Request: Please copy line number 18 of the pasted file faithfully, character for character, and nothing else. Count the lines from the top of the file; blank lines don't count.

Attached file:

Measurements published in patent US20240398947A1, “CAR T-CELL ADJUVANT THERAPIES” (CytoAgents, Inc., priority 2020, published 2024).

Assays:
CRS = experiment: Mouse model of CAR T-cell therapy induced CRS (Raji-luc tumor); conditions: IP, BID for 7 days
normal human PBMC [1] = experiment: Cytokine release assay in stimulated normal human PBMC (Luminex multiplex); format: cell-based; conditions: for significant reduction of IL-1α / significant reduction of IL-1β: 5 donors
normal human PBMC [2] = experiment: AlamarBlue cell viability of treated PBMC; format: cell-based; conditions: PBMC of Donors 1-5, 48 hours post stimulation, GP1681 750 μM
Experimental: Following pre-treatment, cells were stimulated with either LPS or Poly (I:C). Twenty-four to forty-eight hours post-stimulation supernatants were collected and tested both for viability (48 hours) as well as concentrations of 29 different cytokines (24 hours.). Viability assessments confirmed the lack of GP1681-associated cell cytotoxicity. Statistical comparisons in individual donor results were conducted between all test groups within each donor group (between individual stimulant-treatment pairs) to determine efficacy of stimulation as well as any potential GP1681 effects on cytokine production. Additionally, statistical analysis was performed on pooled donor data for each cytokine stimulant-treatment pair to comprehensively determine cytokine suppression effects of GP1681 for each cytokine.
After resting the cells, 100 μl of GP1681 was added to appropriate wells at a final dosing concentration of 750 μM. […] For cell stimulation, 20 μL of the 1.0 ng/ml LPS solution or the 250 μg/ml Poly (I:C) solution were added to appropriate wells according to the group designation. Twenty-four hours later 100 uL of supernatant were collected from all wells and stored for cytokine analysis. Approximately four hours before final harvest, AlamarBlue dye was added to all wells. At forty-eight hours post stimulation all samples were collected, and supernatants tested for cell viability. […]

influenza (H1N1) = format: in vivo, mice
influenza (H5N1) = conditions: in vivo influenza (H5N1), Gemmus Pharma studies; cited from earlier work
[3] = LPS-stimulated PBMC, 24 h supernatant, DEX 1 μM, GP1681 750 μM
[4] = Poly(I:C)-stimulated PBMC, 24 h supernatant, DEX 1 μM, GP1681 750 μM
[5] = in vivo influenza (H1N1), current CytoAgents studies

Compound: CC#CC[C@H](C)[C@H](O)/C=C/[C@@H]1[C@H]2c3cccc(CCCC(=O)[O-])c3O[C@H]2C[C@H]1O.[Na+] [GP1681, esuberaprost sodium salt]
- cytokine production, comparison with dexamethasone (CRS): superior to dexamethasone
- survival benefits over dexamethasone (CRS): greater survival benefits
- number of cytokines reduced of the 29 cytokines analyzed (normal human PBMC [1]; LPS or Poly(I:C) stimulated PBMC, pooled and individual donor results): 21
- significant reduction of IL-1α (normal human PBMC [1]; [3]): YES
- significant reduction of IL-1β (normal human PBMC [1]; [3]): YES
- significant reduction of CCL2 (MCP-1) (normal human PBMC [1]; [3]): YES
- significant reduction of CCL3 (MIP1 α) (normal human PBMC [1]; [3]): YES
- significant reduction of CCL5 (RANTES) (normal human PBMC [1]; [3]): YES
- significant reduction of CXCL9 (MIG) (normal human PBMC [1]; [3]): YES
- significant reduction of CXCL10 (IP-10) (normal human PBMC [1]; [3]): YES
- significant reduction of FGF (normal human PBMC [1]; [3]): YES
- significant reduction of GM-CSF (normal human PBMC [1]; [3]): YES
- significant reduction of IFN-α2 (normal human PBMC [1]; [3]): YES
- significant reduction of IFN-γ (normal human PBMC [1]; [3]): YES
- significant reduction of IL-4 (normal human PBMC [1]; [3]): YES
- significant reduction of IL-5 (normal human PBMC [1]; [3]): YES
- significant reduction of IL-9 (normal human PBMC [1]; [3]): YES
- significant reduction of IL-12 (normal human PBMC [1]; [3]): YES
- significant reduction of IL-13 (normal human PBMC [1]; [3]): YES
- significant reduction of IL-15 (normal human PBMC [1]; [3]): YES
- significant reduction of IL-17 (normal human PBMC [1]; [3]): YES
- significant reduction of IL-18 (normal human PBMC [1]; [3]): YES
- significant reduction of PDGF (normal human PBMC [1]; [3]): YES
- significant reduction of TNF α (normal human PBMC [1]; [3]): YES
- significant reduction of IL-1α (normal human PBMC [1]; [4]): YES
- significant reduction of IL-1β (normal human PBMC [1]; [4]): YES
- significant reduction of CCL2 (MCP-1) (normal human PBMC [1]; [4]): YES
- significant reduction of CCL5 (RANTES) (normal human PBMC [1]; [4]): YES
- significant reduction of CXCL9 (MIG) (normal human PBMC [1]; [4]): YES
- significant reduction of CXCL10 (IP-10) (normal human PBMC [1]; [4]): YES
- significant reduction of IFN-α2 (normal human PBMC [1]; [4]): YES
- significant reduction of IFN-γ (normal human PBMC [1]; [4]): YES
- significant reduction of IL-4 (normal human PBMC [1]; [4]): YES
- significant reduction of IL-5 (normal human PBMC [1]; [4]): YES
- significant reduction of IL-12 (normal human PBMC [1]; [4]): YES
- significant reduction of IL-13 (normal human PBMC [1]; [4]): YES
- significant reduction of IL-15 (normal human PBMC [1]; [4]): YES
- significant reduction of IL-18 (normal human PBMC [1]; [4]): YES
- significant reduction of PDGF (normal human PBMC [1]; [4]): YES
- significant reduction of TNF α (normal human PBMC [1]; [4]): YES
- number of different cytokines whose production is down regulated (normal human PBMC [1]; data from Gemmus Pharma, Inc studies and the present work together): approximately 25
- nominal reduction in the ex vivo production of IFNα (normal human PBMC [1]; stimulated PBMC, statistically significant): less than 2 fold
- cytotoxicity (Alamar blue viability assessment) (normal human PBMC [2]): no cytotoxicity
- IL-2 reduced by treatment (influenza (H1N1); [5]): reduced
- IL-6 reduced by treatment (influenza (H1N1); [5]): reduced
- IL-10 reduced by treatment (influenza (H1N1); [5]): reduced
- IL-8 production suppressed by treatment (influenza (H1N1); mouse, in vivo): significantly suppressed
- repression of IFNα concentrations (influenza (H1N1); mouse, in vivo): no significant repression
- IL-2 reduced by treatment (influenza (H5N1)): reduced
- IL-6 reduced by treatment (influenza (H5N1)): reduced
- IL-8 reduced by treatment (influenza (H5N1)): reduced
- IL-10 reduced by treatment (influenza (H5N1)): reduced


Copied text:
- significant reduction of IL-1β (normal human PBMC [1]; [3]): YES